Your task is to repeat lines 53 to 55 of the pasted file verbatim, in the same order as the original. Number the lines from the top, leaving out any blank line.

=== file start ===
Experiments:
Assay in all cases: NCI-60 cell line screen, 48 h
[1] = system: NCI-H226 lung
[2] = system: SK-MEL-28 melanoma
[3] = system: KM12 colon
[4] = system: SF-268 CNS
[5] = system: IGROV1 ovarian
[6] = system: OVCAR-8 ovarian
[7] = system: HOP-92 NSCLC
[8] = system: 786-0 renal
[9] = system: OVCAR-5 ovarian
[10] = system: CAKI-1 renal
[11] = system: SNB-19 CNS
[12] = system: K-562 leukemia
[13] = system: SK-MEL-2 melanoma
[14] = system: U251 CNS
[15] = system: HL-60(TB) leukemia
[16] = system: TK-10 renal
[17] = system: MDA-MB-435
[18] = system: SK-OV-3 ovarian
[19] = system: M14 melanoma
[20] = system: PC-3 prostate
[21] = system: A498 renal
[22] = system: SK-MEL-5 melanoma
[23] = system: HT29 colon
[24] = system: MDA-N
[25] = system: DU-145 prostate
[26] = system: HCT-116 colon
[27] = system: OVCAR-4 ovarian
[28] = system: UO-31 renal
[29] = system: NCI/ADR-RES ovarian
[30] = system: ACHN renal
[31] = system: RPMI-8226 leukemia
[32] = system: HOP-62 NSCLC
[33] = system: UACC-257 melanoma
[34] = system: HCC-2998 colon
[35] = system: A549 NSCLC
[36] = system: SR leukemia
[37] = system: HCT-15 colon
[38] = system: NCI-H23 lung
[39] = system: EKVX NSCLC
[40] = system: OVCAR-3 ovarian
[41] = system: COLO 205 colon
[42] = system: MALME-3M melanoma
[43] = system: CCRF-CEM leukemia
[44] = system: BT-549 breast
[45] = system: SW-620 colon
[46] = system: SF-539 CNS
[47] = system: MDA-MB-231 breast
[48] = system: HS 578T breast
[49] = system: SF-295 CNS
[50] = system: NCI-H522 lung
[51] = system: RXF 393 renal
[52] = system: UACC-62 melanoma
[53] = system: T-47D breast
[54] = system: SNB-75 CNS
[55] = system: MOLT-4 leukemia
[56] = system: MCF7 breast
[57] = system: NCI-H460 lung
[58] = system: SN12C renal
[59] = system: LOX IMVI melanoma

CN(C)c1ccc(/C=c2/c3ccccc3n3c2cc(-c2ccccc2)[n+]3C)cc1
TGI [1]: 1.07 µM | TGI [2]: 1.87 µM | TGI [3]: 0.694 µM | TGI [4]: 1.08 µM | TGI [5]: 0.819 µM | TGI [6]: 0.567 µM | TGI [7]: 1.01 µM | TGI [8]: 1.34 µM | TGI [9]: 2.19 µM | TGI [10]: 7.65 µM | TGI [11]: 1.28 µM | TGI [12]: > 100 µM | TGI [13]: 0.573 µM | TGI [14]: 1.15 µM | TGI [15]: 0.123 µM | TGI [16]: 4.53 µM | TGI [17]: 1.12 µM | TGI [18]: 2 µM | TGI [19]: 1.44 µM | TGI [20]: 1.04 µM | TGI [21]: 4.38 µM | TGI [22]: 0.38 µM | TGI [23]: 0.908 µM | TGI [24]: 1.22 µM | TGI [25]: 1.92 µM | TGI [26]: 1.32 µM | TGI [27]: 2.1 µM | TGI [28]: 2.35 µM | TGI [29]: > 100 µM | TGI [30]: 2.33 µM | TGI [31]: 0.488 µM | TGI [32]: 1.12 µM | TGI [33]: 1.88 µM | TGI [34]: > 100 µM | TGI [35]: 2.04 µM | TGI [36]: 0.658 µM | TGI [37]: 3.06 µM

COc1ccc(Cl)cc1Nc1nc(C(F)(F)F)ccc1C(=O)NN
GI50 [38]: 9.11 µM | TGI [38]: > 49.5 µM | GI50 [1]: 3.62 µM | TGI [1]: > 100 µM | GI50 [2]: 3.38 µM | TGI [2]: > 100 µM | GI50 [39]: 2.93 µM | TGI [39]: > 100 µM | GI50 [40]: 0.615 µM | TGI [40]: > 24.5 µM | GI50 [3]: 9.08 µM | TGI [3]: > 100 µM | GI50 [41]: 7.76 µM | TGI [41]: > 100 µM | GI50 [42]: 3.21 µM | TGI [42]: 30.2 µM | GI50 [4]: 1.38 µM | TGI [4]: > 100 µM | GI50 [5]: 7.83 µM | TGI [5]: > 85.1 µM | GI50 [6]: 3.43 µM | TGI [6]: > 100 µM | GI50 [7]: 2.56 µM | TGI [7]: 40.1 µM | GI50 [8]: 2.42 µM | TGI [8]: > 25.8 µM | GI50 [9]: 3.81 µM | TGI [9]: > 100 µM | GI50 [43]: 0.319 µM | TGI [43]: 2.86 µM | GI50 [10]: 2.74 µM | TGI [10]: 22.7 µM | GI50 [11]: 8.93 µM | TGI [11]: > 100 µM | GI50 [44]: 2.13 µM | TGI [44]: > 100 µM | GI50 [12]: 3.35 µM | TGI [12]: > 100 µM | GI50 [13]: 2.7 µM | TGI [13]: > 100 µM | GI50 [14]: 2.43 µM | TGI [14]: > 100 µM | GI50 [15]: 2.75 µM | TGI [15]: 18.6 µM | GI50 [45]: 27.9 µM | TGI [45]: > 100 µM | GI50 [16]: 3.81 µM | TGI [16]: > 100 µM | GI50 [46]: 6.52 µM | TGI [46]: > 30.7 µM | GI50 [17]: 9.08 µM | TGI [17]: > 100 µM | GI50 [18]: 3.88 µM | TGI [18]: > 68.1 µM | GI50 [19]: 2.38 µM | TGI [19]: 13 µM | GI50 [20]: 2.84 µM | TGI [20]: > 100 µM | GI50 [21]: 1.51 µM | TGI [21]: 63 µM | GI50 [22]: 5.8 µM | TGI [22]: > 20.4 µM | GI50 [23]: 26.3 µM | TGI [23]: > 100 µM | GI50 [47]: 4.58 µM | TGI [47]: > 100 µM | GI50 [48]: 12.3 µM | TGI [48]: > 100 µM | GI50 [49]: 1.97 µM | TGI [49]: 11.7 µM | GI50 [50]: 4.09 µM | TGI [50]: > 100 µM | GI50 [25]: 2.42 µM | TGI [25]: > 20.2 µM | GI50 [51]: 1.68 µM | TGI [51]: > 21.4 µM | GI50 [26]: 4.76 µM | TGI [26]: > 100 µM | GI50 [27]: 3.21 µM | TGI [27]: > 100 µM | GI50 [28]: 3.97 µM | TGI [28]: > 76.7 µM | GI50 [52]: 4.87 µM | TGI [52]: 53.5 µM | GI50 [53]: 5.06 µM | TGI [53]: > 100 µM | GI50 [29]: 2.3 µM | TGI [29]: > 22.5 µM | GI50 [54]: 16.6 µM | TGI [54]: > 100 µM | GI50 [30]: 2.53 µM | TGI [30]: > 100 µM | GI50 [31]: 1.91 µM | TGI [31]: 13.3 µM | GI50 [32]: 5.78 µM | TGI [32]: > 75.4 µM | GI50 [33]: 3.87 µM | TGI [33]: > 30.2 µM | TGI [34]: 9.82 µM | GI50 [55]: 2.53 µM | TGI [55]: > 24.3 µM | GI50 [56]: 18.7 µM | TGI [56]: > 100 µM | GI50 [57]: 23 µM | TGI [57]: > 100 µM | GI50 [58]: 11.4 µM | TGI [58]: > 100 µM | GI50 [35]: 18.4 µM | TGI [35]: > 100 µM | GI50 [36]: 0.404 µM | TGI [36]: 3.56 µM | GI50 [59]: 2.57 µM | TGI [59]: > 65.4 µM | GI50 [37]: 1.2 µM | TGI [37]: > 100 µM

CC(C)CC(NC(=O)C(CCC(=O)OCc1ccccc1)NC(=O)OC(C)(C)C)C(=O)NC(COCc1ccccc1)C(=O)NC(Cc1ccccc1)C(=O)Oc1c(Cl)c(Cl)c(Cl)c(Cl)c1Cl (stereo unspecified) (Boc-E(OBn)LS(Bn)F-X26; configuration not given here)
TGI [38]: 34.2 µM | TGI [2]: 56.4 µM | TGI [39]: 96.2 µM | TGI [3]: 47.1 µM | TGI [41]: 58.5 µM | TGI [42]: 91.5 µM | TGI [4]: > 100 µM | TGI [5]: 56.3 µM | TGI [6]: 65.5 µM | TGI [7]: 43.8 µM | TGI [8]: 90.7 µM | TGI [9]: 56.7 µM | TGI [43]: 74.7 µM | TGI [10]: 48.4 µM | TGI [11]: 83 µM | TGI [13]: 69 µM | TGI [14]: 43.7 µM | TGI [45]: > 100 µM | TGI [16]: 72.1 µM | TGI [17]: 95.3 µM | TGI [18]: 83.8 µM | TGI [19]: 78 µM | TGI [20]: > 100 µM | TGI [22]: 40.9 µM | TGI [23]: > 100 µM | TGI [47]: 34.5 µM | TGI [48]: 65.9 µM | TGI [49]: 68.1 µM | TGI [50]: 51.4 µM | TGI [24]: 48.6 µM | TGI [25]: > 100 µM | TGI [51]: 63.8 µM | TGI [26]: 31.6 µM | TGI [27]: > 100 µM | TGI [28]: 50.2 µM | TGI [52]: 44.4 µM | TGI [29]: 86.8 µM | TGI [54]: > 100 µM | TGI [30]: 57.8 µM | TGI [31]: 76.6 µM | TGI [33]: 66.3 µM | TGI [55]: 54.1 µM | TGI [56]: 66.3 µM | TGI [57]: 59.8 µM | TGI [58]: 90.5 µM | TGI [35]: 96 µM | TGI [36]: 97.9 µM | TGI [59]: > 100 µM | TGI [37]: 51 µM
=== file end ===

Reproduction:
[51] = system: RXF 393 renal
[52] = system: UACC-62 melanoma
[53] = system: T-47D breast